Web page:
Elevated erythrocyte sedimentation rate, anemia, leukocytosis, thrombocytopenia, and elevated gamma globulins have been reported [11] . The diagnosis of left atrial myxoma can be established by demonstrating a characteristic echo producing mass in the left atrium using two-dimensional (2D) echocardiography [12] . Transthoracic echocardiography is approximately 90% sensitive in detection of left atrial myxoma [13] and the sensitivity of trans-esophageal echocardiogram approaches almost 100% [14] .

Ethical Matter: A verbal consent was obtained from both the patient and the husband before this case report was produced.

Objectives: Myxoma is a rare tumour occurring in an economically challenge patient during postpartum period posing a diagnostic dilemma in a resource poor setting.

2. Case Presentation

We present a case of a 20-year-old house wife presented five months after her last child birth with a two-week history of shortness of breath, pleuritic chest pain, fever and cough with hemoptysis. This was followed a week later by paroxysmal nocturnal dyspnea, orthopnea, and facial and pedal swelling. The last pregnancy and delivery were uneventful, and she did not suffer symptomatic heart failure in the past. Physical examination revealed an acutely ill-looking young lady with axillary temperature of 37˚C, a respiratory rate of 30 cycles per minute and bilateral pitting pedal edema. The pulse was of small volume but regular at 120 beats per minute, and the blood pressure was 100/70 mmHg. The jugular venous pressure was elevated. The point of maximum impulse was not displaced and was of normal character. The first heart sound had increased intensity and there was a third heart sound. She also had features of pulmonary hypertension and mitral and tricuspid insufficiency. There was no diastolic murmur. The breath sound was bronchial over the left axillary area with crackles. The liver was palpable 4 cm below the right costal margin, and was soft, smooth and tender with a span of 14 cm. Spleen was not palpable and kidneys were not ballotable. Ascites was demonstrable by shifting dullness. Other systems were essentially normal. An initial assessment of congestive cardiac failure secondary to peripartum cardiomyopathy (PPCM) and chest infection was made. Complete blood count was normal. She had a PCV of 35% with target cells. Blood urea was 7 mmol/L but creatinine and other electrolytes were within normal limits. Chest X-ray showed cardiomegaly with consolidation over the left lower zone (Figure 1). Electrocardiography (ECG) showed sinus tachycardia with right axis deviation, qR complex in V1 with large R wave and the S3Q3T3 pattern (Figure 2). Transthoracic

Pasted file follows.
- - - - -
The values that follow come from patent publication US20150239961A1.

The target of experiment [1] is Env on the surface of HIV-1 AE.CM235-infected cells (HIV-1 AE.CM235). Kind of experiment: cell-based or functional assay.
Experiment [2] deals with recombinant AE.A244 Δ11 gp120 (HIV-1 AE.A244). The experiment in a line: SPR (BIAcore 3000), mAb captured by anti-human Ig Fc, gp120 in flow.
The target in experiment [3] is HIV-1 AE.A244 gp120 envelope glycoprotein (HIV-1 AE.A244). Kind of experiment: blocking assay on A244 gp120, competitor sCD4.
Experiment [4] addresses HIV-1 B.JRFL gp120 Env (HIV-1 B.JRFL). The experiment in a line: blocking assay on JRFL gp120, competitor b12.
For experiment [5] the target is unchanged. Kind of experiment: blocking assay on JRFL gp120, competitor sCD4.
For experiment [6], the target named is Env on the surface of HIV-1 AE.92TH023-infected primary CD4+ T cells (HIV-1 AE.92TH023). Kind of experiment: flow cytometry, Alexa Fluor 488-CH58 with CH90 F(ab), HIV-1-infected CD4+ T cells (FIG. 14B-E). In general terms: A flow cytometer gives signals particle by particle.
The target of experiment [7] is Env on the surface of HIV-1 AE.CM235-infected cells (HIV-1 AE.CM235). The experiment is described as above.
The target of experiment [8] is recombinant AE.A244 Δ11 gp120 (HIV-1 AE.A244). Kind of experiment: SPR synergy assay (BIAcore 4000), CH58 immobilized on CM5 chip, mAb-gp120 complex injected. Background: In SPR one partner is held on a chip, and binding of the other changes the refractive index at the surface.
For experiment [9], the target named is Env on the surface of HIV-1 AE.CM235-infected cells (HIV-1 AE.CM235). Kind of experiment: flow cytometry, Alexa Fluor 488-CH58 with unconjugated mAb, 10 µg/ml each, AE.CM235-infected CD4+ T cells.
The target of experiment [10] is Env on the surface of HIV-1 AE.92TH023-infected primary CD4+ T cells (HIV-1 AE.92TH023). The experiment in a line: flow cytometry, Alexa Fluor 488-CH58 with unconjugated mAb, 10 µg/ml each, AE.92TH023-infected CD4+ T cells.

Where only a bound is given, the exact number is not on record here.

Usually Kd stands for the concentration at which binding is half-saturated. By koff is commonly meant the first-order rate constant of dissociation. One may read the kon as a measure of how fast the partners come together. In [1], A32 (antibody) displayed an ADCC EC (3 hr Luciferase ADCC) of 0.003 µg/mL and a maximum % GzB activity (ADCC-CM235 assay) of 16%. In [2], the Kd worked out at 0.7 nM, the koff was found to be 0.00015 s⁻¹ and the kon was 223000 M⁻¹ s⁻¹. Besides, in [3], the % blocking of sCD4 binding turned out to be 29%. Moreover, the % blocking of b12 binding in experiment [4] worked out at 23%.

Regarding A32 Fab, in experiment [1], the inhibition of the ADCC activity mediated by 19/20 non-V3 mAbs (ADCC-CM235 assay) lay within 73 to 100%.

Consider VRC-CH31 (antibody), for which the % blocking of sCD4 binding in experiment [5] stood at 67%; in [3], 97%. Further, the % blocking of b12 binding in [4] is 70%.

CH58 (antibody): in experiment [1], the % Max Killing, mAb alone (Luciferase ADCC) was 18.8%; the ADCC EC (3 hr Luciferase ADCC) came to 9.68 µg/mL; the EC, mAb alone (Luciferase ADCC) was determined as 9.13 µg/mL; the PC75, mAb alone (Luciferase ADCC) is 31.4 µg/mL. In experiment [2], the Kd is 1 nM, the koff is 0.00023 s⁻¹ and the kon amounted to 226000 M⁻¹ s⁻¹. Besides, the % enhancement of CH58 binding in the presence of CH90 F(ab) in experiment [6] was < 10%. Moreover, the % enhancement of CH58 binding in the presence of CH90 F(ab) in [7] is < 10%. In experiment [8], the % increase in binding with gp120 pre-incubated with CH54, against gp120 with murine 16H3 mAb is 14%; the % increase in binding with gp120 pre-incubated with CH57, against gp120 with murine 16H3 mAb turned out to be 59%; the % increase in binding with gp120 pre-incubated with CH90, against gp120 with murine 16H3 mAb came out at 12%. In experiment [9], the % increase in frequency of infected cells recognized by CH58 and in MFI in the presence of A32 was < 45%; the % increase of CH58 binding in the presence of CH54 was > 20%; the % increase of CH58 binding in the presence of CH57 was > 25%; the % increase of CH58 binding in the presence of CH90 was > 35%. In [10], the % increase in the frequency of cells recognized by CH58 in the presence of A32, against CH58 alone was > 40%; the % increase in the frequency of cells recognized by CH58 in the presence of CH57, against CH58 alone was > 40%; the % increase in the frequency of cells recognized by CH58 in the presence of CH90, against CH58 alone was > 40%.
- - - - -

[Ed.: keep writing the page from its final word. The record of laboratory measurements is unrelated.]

Figure 1. Chest X-ray showing cardiomegaly with left middle zone consolidation. NB-The metal on the film is an artefact.

Figure 2. ECG showing sinus tachycardia. NB. Figure 2 is the only available ECG of the patient, because of the thermo sensitivity nature of the paper it has started fading.